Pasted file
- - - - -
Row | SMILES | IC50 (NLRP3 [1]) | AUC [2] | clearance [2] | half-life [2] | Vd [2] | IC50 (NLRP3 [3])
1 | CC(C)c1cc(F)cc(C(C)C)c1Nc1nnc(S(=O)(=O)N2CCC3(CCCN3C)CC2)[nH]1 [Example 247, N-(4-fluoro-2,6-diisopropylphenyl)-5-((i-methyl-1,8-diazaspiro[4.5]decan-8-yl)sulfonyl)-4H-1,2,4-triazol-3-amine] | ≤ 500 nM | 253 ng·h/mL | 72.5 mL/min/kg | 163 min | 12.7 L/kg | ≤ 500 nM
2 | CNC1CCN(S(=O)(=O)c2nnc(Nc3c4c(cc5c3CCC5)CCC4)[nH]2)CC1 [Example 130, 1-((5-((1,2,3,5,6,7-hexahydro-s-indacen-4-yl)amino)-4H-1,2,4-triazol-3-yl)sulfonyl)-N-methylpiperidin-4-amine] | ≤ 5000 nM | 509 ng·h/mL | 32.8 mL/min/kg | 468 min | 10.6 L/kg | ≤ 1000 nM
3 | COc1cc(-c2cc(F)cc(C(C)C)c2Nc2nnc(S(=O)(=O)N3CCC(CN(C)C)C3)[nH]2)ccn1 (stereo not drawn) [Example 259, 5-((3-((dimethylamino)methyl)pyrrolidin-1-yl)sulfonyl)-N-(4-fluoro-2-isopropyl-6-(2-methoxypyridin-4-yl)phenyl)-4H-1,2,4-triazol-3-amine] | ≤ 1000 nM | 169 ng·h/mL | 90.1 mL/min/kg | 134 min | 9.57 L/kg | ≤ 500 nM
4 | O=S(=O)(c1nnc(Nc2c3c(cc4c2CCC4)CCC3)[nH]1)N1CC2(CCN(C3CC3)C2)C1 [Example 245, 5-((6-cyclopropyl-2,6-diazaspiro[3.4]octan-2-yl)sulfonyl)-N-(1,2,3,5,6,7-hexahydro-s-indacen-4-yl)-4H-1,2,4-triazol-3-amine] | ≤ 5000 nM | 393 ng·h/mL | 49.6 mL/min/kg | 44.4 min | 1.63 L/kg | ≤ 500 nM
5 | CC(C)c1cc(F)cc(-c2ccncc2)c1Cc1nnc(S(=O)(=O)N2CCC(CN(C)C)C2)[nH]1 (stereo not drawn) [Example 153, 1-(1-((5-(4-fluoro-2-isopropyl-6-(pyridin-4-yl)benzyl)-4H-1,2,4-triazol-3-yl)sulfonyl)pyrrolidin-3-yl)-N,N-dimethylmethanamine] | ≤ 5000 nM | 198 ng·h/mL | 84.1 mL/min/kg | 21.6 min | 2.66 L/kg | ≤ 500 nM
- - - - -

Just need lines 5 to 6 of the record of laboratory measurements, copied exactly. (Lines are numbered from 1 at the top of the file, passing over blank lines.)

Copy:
4 | O=S(=O)(c1nnc(Nc2c3c(cc4c2CCC4)CCC3)[nH]1)N1CC2(CCN(C3CC3)C2)C1 [Example 245, 5-((6-cyclopropyl-2,6-diazaspiro[3.4]octan-2-yl)sulfonyl)-N-(1,2,3,5,6,7-hexahydro-s-indacen-4-yl)-4H-1,2,4-triazol-3-amine] | ≤ 5000 nM | 393 ng·h/mL | 49.6 mL/min/kg | 44.4 min | 1.63 L/kg | ≤ 500 nM
5 | CC(C)c1cc(F)cc(-c2ccncc2)c1Cc1nnc(S(=O)(=O)N2CCC(CN(C)C)C2)[nH]1 (stereo not drawn) [Example 153, 1-(1-((5-(4-fluoro-2-isopropyl-6-(pyridin-4-yl)benzyl)-4H-1,2,4-triazol-3-yl)sulfonyl)pyrrolidin-3-yl)-N,N-dimethylmethanamine] | ≤ 5000 nM | 198 ng·h/mL | 84.1 mL/min/kg | 21.6 min | 2.66 L/kg | ≤ 500 nM